Eye closing technique may aid in managing visual hallucinations, a case report.
A recent case report published in The European Journal of Psychiatry by A. Adeyanju et al. discusses a new form of management for visuaal hallucinations. this case report highlights visual hallucinations in the context of an exacerbation of Giant cell arteritis (GCA) which were treated with high-dose steroids and showed a stunning response to a novel "eye-closing" technique.
GCA is a chronic form of vasculitis of large and medium vessels, mostly involving the external branches of the carotid arteries, especially the temporal artery when it is referred to as Temporal Arteritis. Many people are diagnosed with GCA after presenting with visual problems.
GCA is treated with steroids and may result in steroid-induced psychosis that in turn can occur at lower doses in the older adult population.
A 65-year-old lady presented to the emergency department with suicidal ideation and anxiety. The past medical history included post-polio syndrome, atrial ﬁbrillation, giant cell arteritis, newly diagnosed cataracts and hypertension.
She reported visual hallucinations that were in the form of animals, a man and faces. There was also more general descriptions of animals which were both stationary and moving.
Steroid titration was associated with olfactory hallucinations that were 38 described as a burning smell and were reported less frequently. There was also a report of auditory hallucinations such as crashing sounds.
The responses were monitored by reduction in the steroid dosage which was gradual and associated with a slight improvement in symptoms although still distressing.
An exploration of aggravating and relieving factors motivated the authors to assess the effects of eye closing. In the next appointment, she reported that whenever she closed and then opened her eyes, she would no longer experience the visual hallucinations of animals and faces and was consequently less distressed at those times.
Although the mechanism of steroid-induced psychosis is unclear, synthetic steroids mediate mood disorders by disrupting the balance in the hypothalamopituitary-adrenal axis, by activating glucocorticoid receptors and suppressing steroid production from the adrenals.
Authors discuss 5 possible mechanisms that may account for the hallucinations:
1. Release phenomenon: visual deprivation removes inhibition of the visual association cortex. The lack of inhibition will result in inappropriate excitation resulting in visual hallucination.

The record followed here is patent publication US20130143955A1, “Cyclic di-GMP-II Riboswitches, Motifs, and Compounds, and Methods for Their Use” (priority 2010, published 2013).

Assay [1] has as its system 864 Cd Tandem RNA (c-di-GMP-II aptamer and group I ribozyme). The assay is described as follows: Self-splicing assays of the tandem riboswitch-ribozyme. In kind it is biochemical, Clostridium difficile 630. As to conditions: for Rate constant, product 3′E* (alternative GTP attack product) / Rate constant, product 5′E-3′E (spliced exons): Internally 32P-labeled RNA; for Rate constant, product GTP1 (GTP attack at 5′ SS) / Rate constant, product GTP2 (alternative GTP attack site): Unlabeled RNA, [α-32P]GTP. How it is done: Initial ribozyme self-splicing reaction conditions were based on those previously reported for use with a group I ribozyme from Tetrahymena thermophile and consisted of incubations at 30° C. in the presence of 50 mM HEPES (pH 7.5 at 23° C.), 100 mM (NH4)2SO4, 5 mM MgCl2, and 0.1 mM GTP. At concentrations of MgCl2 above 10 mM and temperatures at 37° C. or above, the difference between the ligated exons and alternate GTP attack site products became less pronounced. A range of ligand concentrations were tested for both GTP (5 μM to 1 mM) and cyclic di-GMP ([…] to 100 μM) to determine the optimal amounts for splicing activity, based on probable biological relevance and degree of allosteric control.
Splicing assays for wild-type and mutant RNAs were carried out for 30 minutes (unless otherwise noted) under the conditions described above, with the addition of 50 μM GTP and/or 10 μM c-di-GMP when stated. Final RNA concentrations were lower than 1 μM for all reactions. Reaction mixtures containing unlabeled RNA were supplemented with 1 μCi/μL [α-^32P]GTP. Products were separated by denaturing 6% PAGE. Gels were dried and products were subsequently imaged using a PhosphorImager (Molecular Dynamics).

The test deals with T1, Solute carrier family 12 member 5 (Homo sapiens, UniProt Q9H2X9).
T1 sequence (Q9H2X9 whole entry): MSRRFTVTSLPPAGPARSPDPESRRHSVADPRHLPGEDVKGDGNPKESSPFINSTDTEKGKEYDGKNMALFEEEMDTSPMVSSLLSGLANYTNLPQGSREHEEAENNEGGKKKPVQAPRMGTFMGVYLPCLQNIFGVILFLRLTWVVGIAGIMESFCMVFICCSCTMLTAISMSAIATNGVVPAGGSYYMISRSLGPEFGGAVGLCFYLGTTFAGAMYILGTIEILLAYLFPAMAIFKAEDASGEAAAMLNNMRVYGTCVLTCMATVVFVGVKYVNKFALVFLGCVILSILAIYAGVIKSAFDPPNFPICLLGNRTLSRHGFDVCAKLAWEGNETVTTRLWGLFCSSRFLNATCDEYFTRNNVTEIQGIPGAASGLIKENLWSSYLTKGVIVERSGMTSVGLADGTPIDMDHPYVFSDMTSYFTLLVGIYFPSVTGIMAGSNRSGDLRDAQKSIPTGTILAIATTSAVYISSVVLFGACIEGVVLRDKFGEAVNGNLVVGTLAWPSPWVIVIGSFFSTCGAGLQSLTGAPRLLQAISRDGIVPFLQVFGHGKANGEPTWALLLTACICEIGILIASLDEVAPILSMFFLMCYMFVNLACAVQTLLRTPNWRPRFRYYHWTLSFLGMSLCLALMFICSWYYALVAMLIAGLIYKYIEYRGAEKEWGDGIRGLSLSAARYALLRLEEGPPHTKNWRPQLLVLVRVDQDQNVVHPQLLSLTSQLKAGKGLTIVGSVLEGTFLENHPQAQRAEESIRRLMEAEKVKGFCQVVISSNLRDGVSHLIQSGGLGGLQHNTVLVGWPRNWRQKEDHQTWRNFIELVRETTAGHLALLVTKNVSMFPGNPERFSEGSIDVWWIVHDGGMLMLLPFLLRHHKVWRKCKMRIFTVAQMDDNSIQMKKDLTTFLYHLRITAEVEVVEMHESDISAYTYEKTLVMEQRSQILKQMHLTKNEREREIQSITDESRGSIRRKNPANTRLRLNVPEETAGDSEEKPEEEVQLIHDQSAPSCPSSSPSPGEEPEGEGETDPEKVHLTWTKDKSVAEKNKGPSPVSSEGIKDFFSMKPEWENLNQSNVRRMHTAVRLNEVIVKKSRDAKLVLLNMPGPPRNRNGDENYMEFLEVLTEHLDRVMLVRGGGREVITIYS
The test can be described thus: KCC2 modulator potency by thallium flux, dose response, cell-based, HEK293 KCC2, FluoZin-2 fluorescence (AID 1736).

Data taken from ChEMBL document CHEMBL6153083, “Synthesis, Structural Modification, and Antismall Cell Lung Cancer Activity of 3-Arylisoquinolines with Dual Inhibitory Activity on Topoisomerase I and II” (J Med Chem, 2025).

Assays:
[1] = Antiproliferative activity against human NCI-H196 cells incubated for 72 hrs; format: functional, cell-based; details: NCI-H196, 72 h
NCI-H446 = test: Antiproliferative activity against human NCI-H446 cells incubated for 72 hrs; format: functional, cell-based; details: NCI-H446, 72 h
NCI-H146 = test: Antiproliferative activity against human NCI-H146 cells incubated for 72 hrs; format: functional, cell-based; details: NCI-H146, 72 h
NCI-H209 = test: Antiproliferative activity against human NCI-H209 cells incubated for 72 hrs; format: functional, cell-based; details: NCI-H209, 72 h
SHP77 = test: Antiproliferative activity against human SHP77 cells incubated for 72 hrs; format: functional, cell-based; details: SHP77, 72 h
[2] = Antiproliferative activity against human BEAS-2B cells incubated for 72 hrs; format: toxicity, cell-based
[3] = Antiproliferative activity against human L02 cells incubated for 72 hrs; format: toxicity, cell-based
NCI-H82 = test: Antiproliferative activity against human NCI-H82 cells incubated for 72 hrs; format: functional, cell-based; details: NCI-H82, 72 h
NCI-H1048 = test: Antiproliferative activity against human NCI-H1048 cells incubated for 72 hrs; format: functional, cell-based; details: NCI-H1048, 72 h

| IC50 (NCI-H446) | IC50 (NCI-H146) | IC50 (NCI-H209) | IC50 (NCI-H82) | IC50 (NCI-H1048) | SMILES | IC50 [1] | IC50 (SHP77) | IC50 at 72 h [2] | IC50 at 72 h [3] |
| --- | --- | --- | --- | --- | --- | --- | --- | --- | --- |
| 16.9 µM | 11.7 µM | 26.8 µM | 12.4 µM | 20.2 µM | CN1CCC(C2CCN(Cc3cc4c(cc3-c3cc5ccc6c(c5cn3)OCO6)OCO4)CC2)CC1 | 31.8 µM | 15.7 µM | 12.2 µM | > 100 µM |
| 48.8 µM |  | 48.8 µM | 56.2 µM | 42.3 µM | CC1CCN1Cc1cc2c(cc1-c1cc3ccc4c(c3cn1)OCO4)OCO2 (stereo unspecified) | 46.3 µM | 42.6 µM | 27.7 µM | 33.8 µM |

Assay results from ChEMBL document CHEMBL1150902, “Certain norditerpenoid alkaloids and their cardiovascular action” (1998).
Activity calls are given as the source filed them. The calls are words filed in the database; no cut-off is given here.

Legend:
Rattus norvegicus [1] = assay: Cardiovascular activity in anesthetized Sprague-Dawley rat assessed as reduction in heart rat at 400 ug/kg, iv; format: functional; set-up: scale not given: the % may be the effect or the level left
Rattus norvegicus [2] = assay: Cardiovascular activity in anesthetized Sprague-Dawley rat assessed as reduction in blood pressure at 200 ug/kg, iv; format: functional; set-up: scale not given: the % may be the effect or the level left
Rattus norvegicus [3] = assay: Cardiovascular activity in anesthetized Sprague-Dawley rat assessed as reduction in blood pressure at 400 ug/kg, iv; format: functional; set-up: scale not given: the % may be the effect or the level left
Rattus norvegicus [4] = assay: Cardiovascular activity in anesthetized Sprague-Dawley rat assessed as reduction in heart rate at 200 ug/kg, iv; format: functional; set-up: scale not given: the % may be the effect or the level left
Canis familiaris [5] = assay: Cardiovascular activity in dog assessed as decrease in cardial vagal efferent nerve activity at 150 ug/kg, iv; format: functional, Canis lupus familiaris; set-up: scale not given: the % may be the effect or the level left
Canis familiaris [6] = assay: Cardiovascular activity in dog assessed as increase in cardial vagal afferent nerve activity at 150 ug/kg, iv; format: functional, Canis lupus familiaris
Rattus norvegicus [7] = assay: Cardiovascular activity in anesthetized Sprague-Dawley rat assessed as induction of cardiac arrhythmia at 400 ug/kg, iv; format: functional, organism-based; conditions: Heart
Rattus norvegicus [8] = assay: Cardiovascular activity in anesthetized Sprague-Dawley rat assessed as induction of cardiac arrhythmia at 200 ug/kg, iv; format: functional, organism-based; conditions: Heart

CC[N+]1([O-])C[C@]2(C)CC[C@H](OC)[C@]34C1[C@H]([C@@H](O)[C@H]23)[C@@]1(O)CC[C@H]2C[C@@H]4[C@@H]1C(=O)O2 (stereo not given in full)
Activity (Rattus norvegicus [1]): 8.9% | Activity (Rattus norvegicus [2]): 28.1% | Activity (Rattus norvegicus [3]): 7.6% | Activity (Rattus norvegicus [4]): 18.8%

2. Deafferentation Theory: loss of visual input to the cortex increases the excitability within the visual association cortex resulting in spontaneous neuronal activity and visual hallucinations.
3. Conscious Effect: Absence of Conscious Inhibition of hallucinations: Eye closing by interrupting the sensory input and misperception may support a conscious overriding of subconscious perception.
4. Gestalt Psychology: the brain derives meaning from all of the sensory input. Incomplete sensory input due to cataracts (in this case) may result in unpredictable pattern completion resulting in visual hallucinations. Closing and reopening the eyes with a slightly altered head position may result in distinct but still incomplete sensory input with different results for pattern completion.
5. Ischaemic changes: The temporal arteries supply the retina and optic nerve. Ischaemia may result in visual dysfunction leading to hallucinations. Eye closing may signiﬁcantly reduce the demands on the optic nerve and retina and provide an opportunity for recovery in the context of a compromised blood supply.
The alleviation of the visual hallucinations with eye closing merits further investigation and with further case reports it may be possible to more definitively investigate the impact of eye closing on visual hallucinations in GCA, steroid-induced psychosis, Charles-Bonnet syndrome or all.
Source: The European Journal of Psychiatry: https://doi.org/10.1016/j.ejpsy.2021.06.002